How Compliance Complicates Innovation
Some innovations may come with grey areas- aspects whose effect on the entire business you might not know. The chances are that embracing these innovations can make you non-compliant with certain regulations. Since it might be tough to understand these grey areas completely, leaders might feel that it is easier to stay away from innovation, regardless of the promise it offers.
In some cases, when leaders understand what they need to do to ensure that their business remains compliant, some of these measures might be too expensive, especially for small businesses. Instead, it might be easier to let go of the innovations in the interest of costs.
How to Create a Compliance and Innovation Culture in Your Business
1. Understand the Risks Involved In Each Innovation
Before choosing to invest in any innovation, you should understand the risks that come with it. While not all risks are worth it, some can be calculated. For instance, innovative projects will always come with financial risks, as there is no certainty of ROI. If the innovation leads to the expected goals, that’s when you can enjoy some financial gains.
Ideally, risk analysis needs to be an integral part of innovation. Business leaders should identify risks, assess them, rank them, and find a great way of treating these risks. When it comes to compliance risks, you should also be in constant dialogue with compliance counterparts to ensure that you understand the dos and don’ts.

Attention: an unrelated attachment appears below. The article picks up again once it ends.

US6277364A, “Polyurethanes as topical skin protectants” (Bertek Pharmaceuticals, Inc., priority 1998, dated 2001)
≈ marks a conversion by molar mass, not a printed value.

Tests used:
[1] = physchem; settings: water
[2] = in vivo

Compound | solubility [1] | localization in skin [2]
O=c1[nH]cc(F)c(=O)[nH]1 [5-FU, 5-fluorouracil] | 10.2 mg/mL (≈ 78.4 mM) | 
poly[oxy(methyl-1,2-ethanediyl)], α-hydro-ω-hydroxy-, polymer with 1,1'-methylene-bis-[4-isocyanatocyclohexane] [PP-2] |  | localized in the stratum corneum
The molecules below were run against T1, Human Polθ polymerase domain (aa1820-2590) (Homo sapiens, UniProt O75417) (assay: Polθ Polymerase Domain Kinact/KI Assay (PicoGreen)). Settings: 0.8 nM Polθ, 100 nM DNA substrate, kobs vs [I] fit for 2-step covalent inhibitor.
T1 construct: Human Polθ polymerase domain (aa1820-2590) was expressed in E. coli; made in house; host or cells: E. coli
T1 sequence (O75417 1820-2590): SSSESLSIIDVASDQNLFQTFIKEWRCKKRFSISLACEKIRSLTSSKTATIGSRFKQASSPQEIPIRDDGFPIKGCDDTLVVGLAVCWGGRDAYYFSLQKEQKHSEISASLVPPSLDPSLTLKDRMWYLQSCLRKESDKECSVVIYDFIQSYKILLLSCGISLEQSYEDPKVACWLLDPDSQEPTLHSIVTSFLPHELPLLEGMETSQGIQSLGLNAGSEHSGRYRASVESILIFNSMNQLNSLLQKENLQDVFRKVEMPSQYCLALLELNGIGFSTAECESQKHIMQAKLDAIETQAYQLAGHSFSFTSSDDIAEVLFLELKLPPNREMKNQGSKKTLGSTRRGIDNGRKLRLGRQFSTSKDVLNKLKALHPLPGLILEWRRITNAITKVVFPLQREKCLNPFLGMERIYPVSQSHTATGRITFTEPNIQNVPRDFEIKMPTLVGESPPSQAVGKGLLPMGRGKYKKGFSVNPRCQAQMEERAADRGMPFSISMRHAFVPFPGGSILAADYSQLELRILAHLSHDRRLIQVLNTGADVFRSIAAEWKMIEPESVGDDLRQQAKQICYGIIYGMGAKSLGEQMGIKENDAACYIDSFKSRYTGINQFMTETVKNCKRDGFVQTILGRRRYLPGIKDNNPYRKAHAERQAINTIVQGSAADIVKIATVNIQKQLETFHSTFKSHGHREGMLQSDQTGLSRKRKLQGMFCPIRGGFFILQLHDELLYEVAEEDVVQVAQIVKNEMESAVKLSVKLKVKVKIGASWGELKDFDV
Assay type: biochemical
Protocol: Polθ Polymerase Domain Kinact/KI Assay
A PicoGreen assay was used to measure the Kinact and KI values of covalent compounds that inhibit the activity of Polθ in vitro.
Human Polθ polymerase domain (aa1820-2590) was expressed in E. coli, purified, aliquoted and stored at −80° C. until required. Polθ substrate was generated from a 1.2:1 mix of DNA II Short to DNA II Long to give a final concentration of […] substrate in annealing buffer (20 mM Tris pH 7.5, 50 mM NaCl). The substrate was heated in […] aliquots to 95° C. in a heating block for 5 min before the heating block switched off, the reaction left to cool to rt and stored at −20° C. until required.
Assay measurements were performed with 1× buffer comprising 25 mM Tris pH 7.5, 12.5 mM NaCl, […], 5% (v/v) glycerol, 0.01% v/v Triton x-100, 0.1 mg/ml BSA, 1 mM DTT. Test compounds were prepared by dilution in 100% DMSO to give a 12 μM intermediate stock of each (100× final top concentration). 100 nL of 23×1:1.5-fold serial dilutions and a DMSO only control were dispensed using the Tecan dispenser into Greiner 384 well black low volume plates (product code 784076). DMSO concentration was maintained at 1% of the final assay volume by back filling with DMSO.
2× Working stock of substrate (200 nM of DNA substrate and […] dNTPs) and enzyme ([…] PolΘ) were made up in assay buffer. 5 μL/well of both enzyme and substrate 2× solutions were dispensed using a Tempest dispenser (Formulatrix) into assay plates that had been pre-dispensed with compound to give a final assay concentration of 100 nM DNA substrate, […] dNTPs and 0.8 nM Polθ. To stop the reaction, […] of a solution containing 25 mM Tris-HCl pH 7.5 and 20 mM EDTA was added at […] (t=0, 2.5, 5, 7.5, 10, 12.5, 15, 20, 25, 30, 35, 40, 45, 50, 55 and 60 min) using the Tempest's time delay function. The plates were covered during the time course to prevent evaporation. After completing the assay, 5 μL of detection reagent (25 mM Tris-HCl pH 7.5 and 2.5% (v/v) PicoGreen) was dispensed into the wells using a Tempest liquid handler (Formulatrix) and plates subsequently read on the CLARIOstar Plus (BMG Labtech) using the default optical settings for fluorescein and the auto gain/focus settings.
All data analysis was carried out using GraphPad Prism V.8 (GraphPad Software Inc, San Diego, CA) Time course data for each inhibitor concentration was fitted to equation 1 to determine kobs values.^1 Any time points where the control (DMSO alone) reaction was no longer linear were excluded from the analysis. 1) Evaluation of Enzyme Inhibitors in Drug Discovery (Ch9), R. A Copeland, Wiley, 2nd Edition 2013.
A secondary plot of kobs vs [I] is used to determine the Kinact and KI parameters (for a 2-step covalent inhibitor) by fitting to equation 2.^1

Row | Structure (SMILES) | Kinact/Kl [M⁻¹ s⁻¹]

Furthermore, they will be more willing to help you identify workarounds for these risks than have to clean up your mess afterward. It might also help to work with compliance officers who have business acumen. Otherwise, they may end up being roadblocks to innovation.
2. Leverage Experimentation
The promise that innovations come with can, at times, blind leaders to the risks that they pose. It is typical for leaders who fall in love with these innovations to want to pilot them as soon as possible. Sadly, pilots come with a lot of drawbacks. Other than them requiring a lot of effort and money to launch, they can expose customers to invalidated risks.